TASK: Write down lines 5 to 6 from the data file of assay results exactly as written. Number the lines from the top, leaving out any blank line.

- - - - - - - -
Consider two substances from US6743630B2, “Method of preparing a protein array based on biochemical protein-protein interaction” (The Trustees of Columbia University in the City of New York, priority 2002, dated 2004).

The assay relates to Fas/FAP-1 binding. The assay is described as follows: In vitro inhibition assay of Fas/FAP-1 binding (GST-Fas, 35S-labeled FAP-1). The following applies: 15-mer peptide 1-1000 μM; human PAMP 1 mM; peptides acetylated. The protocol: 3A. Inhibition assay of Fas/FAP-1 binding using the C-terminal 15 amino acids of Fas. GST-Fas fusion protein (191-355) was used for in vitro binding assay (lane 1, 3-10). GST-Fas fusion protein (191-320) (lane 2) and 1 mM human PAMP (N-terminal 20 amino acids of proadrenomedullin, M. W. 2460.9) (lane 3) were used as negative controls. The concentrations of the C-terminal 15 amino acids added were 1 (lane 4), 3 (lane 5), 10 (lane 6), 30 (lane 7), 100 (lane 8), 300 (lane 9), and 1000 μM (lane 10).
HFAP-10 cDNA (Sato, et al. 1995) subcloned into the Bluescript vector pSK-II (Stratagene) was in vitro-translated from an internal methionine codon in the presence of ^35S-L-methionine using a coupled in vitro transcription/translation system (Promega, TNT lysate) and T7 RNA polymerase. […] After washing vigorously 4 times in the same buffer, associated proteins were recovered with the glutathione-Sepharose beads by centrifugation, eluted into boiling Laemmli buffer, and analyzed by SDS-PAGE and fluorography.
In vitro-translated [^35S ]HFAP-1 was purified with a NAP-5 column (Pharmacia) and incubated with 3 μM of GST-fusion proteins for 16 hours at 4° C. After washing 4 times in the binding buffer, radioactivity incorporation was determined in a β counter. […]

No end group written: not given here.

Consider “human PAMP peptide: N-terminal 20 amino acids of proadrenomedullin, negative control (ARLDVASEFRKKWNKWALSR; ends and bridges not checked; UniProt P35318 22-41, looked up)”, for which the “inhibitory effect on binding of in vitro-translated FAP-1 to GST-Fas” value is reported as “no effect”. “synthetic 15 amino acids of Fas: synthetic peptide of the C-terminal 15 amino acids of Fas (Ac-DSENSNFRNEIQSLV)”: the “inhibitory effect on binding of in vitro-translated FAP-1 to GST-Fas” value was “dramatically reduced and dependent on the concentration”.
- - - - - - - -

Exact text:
No end group written: not given here.

Consider “human PAMP peptide: N-terminal 20 amino acids of proadrenomedullin, negative control (ARLDVASEFRKKWNKWALSR; ends and bridges not checked; UniProt P35318 22-41, looked up)”, for which the “inhibitory effect on binding of in vitro-translated FAP-1 to GST-Fas” value is reported as “no effect”. “synthetic 15 amino acids of Fas: synthetic peptide of the C-terminal 15 amino acids of Fas (Ac-DSENSNFRNEIQSLV)”: the “inhibitory effect on binding of in vitro-translated FAP-1 to GST-Fas” value was “dramatically reduced and dependent on the concentration”.